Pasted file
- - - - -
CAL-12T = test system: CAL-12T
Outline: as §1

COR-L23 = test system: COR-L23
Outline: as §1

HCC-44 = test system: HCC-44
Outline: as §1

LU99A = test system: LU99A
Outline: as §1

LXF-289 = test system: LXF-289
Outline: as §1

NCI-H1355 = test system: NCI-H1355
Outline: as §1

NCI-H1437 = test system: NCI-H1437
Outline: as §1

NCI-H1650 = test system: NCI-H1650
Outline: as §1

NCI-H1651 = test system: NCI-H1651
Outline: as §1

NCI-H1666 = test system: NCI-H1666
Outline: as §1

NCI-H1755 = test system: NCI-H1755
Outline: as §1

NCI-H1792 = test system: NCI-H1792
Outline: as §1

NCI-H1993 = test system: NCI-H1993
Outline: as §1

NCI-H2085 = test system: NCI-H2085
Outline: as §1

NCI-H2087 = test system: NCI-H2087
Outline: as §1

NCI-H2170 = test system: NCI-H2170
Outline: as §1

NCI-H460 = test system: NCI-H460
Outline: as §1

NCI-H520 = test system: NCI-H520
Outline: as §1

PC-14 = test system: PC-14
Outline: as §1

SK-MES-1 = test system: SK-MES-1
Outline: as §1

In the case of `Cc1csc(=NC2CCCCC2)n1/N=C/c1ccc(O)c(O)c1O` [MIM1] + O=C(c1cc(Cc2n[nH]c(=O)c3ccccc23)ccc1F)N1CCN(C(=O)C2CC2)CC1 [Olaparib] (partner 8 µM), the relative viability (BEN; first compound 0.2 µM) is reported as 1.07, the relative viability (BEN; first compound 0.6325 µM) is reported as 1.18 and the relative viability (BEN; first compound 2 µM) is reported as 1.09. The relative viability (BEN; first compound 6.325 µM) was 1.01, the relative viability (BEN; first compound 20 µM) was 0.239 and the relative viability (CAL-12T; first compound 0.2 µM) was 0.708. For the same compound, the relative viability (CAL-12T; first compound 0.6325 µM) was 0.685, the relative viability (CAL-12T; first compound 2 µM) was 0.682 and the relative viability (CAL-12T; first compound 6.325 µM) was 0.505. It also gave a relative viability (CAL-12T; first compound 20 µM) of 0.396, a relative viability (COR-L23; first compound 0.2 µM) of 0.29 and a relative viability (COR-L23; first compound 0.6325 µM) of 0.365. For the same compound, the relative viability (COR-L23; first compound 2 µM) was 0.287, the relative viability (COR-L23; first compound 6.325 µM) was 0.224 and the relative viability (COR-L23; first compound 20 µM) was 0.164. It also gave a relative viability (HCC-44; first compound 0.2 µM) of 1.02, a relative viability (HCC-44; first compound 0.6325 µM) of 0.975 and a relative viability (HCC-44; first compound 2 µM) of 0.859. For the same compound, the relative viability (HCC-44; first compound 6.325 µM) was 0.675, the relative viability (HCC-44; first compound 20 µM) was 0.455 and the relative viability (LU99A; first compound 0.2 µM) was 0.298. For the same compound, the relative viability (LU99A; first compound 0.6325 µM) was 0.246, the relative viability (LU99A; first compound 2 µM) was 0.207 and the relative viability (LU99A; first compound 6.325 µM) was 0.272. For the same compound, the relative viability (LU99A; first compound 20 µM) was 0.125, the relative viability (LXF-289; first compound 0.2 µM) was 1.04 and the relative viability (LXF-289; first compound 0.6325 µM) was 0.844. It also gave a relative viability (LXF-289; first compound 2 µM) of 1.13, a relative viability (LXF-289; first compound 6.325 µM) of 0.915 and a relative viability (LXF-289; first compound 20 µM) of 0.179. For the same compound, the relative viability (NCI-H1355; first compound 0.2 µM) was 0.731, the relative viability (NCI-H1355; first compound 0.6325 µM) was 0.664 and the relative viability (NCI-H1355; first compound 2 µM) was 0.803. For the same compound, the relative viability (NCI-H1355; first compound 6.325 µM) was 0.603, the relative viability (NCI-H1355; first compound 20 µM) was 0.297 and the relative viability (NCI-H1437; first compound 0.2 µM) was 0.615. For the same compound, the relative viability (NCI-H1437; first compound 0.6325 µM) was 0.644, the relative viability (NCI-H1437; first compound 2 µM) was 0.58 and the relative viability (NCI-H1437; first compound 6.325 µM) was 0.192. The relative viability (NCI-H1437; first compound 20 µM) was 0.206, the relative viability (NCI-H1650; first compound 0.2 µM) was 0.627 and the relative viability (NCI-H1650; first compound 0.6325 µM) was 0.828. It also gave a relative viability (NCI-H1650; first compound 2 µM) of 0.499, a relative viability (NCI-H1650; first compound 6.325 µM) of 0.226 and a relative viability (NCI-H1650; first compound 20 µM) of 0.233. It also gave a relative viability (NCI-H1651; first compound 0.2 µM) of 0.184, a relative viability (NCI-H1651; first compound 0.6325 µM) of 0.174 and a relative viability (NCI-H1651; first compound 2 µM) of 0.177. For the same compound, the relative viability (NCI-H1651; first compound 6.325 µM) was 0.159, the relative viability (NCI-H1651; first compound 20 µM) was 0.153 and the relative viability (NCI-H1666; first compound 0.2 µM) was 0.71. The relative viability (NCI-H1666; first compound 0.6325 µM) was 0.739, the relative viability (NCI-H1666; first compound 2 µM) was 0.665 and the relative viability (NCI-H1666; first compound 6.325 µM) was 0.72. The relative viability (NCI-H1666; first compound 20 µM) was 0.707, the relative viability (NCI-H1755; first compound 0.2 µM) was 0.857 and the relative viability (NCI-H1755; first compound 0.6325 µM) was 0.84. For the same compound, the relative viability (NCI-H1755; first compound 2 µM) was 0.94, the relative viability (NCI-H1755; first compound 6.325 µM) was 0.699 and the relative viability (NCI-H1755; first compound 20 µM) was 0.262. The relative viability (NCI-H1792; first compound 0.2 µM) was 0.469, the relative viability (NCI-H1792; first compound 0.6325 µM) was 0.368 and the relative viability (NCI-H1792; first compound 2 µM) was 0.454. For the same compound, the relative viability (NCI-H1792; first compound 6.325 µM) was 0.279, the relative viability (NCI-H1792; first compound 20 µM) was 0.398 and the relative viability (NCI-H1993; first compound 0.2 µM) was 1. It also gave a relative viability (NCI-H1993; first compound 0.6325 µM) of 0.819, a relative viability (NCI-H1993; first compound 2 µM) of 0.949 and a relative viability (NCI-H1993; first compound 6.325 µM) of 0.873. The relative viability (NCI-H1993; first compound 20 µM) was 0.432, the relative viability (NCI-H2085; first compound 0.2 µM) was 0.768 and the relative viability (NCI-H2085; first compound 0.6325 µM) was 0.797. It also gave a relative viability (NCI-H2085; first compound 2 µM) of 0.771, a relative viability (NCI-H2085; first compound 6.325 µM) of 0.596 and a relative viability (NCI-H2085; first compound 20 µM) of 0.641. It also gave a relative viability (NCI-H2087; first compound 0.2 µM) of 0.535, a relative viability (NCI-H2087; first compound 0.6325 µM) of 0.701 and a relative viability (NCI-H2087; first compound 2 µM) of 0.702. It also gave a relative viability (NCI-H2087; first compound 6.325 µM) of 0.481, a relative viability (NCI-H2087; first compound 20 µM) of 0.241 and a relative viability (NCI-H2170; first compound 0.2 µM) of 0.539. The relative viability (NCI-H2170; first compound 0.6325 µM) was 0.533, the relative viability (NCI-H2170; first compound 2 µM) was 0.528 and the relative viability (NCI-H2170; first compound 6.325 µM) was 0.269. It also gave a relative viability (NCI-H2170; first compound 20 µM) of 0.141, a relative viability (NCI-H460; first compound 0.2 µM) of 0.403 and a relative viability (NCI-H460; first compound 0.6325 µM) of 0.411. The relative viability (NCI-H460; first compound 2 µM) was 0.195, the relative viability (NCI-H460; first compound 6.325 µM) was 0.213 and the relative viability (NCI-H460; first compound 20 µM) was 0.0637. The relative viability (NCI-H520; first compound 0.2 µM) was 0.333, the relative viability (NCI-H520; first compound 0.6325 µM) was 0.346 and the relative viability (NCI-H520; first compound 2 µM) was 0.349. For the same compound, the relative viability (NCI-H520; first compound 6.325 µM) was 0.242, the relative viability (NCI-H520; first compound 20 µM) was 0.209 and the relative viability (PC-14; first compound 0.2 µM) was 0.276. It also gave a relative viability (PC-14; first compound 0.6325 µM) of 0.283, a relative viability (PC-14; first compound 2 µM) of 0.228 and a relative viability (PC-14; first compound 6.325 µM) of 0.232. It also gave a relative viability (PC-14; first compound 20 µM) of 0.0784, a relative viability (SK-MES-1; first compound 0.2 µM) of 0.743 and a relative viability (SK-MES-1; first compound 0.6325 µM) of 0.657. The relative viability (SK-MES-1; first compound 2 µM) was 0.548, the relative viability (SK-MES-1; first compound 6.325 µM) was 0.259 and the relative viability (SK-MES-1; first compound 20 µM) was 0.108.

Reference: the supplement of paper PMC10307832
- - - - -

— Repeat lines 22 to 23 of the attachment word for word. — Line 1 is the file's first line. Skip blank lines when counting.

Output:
Outline: as §1

NCI-H1792 = test system: NCI-H1792